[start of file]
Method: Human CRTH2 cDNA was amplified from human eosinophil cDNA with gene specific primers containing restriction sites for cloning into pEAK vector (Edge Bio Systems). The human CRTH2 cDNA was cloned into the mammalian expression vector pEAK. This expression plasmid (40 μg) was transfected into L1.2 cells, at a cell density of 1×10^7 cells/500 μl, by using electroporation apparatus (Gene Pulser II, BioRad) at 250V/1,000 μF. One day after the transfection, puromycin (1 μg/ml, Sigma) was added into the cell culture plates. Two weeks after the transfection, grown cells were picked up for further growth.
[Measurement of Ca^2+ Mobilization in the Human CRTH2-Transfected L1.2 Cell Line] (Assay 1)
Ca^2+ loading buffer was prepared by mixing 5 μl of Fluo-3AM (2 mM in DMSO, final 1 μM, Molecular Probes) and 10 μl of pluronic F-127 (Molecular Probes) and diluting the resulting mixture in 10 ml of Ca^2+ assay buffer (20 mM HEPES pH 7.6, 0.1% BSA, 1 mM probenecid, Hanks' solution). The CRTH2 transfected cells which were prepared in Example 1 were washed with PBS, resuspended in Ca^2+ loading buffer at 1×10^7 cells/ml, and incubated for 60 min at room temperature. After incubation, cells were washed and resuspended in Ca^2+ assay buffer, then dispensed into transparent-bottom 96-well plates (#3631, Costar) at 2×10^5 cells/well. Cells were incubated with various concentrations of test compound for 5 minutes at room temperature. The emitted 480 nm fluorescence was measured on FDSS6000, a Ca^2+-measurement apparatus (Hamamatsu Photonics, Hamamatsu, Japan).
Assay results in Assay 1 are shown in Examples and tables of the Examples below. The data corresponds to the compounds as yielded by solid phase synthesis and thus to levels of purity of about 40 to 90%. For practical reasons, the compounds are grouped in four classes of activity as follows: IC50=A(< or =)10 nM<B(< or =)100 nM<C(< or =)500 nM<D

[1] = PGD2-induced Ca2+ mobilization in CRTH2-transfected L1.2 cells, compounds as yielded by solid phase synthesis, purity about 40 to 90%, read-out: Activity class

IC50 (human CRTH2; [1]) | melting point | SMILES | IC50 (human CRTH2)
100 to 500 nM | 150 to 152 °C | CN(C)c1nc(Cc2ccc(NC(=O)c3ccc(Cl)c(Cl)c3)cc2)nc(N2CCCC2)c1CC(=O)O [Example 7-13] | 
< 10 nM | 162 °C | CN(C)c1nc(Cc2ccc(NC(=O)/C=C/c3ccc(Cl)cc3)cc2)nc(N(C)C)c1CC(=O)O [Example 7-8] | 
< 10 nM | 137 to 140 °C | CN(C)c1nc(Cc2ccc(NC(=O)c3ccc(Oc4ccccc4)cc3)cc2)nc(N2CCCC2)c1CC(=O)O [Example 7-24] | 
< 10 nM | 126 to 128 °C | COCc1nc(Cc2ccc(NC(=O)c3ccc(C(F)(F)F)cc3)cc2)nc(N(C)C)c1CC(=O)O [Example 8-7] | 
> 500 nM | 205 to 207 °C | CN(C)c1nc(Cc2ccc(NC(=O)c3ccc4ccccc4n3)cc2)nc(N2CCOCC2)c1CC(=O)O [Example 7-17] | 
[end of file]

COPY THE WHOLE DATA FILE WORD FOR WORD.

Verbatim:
Method: Human CRTH2 cDNA was amplified from human eosinophil cDNA with gene specific primers containing restriction sites for cloning into pEAK vector (Edge Bio Systems). The human CRTH2 cDNA was cloned into the mammalian expression vector pEAK. This expression plasmid (40 μg) was transfected into L1.2 cells, at a cell density of 1×10^7 cells/500 μl, by using electroporation apparatus (Gene Pulser II, BioRad) at 250V/1,000 μF. One day after the transfection, puromycin (1 μg/ml, Sigma) was added into the cell culture plates. Two weeks after the transfection, grown cells were picked up for further growth.
[Measurement of Ca^2+ Mobilization in the Human CRTH2-Transfected L1.2 Cell Line] (Assay 1)
Ca^2+ loading buffer was prepared by mixing 5 μl of Fluo-3AM (2 mM in DMSO, final 1 μM, Molecular Probes) and 10 μl of pluronic F-127 (Molecular Probes) and diluting the resulting mixture in 10 ml of Ca^2+ assay buffer (20 mM HEPES pH 7.6, 0.1% BSA, 1 mM probenecid, Hanks' solution). The CRTH2 transfected cells which were prepared in Example 1 were washed with PBS, resuspended in Ca^2+ loading buffer at 1×10^7 cells/ml, and incubated for 60 min at room temperature. After incubation, cells were washed and resuspended in Ca^2+ assay buffer, then dispensed into transparent-bottom 96-well plates (#3631, Costar) at 2×10^5 cells/well. Cells were incubated with various concentrations of test compound for 5 minutes at room temperature. The emitted 480 nm fluorescence was measured on FDSS6000, a Ca^2+-measurement apparatus (Hamamatsu Photonics, Hamamatsu, Japan).
Assay results in Assay 1 are shown in Examples and tables of the Examples below. The data corresponds to the compounds as yielded by solid phase synthesis and thus to levels of purity of about 40 to 90%. For practical reasons, the compounds are grouped in four classes of activity as follows: IC50=A(< or =)10 nM<B(< or =)100 nM<C(< or =)500 nM<D

[1] = PGD2-induced Ca2+ mobilization in CRTH2-transfected L1.2 cells, compounds as yielded by solid phase synthesis, purity about 40 to 90%, read-out: Activity class

IC50 (human CRTH2; [1]) | melting point | SMILES | IC50 (human CRTH2)
100 to 500 nM | 150 to 152 °C | CN(C)c1nc(Cc2ccc(NC(=O)c3ccc(Cl)c(Cl)c3)cc2)nc(N2CCCC2)c1CC(=O)O [Example 7-13] | 
< 10 nM | 162 °C | CN(C)c1nc(Cc2ccc(NC(=O)/C=C/c3ccc(Cl)cc3)cc2)nc(N(C)C)c1CC(=O)O [Example 7-8] | 
< 10 nM | 137 to 140 °C | CN(C)c1nc(Cc2ccc(NC(=O)c3ccc(Oc4ccccc4)cc3)cc2)nc(N2CCCC2)c1CC(=O)O [Example 7-24] | 
< 10 nM | 126 to 128 °C | COCc1nc(Cc2ccc(NC(=O)c3ccc(C(F)(F)F)cc3)cc2)nc(N(C)C)c1CC(=O)O [Example 8-7] | 
> 500 nM | 205 to 207 °C | CN(C)c1nc(Cc2ccc(NC(=O)c3ccc4ccccc4n3)cc2)nc(N2CCOCC2)c1CC(=O)O [Example 7-17] | 